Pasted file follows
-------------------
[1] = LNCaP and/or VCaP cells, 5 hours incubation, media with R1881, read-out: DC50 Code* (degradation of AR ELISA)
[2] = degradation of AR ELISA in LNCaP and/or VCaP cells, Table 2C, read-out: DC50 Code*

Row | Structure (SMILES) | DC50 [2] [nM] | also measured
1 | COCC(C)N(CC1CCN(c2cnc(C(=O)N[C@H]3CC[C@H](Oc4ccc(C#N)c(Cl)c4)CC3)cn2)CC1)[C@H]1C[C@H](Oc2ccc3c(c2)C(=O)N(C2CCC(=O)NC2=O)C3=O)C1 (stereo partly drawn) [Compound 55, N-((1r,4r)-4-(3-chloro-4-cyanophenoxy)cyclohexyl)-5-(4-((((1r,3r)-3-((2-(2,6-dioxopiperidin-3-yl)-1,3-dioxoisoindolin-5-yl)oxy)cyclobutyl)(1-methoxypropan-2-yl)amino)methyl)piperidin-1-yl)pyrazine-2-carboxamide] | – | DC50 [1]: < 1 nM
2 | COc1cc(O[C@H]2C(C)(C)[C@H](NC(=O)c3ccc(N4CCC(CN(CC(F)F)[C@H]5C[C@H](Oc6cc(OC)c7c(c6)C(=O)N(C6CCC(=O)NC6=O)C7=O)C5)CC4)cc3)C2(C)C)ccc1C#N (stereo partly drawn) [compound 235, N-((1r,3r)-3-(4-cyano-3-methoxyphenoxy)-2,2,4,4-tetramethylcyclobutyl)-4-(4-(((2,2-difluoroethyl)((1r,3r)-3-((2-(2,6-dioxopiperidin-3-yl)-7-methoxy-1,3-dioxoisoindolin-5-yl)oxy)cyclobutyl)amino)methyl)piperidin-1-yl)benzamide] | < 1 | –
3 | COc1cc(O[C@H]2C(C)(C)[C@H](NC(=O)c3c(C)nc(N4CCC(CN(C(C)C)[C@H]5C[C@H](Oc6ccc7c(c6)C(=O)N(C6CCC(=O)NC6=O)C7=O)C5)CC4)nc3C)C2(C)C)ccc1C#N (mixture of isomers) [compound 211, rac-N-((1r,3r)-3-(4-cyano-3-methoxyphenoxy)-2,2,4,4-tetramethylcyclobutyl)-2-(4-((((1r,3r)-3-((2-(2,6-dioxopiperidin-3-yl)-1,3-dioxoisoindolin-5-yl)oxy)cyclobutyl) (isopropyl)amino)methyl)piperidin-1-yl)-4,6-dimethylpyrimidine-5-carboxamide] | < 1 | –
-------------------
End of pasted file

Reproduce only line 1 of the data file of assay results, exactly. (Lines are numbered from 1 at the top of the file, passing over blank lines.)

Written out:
[1] = LNCaP and/or VCaP cells, 5 hours incubation, media with R1881, read-out: DC50 Code* (degradation of AR ELISA)